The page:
Locals believe that Gadhafi changed his mind about Sufism after a near-death crash of his motorcade while passing outside Zliten one day. Allegedly taking it as a supernatural sign of displeasure by the Sufi saint, he immediately returned financial control of the shrine's affairs to its original owners.

But the real reason may have more to do with the revelations that large numbers of Libyan jihadis have targeted U.S. troops in Iraq. A 2007 U.S. Army report found the number of Libyan fighters in Iraq in the previous year had surged from 4 percent to 19 percent, placing them second in number only to the Saudis.     

Militant training camps have bloomed in the barren, sparsely populated Sahara desert. Libyan intelligence has monitored the spread of radical Islam along the African Sahel since the political thaw that followed Gadhafi’s 2003 rapprochement with the West. In 2004, a desert operations camp was discovered belonging to the fundamentalist Algerian Islamic group the Salafist Group for Preaching and Combat.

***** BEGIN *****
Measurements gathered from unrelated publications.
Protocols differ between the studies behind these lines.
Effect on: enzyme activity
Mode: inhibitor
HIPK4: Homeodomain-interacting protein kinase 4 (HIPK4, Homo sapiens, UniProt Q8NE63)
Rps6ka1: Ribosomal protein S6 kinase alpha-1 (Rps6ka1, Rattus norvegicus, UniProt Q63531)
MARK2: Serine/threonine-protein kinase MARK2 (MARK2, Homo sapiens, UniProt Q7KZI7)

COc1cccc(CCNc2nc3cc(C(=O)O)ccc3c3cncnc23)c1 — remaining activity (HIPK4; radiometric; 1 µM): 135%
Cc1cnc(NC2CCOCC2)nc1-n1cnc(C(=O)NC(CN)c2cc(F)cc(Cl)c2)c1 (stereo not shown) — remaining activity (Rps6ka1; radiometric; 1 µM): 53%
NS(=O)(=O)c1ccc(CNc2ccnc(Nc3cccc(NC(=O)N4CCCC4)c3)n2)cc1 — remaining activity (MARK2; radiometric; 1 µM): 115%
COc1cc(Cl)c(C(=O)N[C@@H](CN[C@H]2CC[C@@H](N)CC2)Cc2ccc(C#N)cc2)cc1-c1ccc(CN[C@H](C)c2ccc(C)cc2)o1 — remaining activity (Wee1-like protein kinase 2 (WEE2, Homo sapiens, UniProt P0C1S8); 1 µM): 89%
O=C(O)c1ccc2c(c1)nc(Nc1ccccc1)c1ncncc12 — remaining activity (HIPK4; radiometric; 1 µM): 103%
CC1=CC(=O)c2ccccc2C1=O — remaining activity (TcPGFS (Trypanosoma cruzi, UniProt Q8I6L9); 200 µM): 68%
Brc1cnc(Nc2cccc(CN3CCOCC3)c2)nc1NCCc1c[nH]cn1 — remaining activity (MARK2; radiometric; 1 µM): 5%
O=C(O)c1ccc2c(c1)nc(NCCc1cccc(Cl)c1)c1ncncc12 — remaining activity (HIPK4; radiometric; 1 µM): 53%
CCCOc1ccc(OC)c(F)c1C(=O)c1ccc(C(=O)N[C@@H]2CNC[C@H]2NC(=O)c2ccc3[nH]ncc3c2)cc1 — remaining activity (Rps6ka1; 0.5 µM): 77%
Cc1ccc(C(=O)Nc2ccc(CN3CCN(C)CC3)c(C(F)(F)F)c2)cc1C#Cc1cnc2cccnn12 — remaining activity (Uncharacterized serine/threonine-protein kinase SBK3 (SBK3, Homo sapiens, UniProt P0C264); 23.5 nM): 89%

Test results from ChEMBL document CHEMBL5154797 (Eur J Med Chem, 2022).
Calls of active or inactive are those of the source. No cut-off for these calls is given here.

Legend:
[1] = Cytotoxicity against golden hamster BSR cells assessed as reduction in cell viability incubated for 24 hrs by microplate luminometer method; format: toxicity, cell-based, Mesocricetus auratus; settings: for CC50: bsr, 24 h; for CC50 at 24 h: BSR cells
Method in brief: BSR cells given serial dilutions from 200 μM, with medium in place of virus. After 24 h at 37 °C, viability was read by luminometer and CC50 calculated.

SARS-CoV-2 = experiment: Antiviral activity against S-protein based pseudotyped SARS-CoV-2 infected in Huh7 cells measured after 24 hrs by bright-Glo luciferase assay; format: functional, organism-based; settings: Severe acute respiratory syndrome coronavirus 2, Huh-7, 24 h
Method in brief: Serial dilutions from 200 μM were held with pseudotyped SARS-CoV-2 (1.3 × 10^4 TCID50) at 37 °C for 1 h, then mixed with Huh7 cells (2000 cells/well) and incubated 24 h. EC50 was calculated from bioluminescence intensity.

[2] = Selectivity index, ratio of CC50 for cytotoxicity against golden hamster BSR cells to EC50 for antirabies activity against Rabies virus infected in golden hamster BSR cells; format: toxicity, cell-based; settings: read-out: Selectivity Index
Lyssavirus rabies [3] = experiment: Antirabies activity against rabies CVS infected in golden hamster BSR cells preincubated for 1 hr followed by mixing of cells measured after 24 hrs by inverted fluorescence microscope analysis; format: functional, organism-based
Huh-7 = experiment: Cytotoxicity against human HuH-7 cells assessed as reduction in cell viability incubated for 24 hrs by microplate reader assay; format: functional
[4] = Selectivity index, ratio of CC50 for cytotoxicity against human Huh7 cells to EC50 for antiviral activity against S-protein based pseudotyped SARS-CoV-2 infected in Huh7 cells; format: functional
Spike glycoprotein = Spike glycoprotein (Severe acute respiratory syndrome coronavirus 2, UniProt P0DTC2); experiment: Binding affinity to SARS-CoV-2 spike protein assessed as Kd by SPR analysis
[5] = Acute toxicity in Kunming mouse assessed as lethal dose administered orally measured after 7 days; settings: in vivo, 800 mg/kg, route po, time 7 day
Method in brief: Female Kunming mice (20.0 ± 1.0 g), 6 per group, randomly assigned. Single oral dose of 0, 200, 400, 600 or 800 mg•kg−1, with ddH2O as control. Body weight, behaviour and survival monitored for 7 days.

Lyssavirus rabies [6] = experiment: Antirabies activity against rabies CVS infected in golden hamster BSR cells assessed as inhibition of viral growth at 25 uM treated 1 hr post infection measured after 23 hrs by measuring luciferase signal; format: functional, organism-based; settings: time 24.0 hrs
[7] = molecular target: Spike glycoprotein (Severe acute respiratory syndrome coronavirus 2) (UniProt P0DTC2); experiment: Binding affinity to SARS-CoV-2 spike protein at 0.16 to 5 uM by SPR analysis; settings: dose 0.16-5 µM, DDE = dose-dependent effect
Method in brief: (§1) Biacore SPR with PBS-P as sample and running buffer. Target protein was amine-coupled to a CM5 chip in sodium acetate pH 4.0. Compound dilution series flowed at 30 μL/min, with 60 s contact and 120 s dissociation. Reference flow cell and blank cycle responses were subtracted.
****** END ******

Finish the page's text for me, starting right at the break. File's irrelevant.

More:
In Benghazi, Libya's second largest city after the capital Tripoli, Islamism is on the rise. The Mediterranean port was once so multi-cultural that it was dubbed by its expat residents “the poor man’s Alexandria.” Although its malls throb with imported goods, far fewer women walk its streets and those who do are heavily covered by their burqas or hijabs. This contrasts with the more liberal atmosphere for women in Tripoli.

Other signs of a rise in Muslim fundamentalism in Libya include the demonstrations in which a mob torched the Italian consulate in 2006 during the Danish cartoons controversy and the incident in 2008 in which an audience pelted a concert stage with stones, forcing Bob Geldof to cancel a concert, that had been organized by Gadhafi's westernized son.